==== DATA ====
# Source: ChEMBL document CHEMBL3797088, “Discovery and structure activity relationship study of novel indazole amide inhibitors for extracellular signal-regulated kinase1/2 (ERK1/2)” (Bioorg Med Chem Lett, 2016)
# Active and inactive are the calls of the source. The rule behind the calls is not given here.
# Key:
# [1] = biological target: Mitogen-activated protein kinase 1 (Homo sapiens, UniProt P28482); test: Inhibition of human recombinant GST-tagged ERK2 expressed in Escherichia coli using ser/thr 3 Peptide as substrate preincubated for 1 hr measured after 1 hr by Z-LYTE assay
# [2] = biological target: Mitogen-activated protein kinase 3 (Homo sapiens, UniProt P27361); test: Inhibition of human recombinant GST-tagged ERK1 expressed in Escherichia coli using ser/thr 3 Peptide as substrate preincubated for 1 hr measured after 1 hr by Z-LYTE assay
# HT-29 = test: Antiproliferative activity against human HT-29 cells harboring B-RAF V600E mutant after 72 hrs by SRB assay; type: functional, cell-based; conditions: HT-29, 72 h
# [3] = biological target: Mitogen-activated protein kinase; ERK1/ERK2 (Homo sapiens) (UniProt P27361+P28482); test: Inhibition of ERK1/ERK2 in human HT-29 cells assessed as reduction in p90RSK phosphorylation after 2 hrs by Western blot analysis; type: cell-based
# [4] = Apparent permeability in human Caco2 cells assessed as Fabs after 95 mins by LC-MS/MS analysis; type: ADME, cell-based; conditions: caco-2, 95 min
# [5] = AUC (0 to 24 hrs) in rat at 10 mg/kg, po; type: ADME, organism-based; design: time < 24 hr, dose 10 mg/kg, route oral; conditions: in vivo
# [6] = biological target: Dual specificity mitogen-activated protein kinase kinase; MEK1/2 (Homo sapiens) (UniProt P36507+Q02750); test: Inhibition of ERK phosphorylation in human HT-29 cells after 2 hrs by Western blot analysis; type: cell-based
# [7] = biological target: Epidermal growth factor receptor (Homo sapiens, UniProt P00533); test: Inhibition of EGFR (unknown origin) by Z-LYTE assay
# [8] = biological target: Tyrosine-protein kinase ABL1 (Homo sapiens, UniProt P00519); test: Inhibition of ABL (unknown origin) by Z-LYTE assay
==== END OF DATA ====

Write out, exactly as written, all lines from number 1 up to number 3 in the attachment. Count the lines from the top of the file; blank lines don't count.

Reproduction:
# Source: ChEMBL document CHEMBL3797088, “Discovery and structure activity relationship study of novel indazole amide inhibitors for extracellular signal-regulated kinase1/2 (ERK1/2)” (Bioorg Med Chem Lett, 2016)
# Active and inactive are the calls of the source. The rule behind the calls is not given here.
# Key: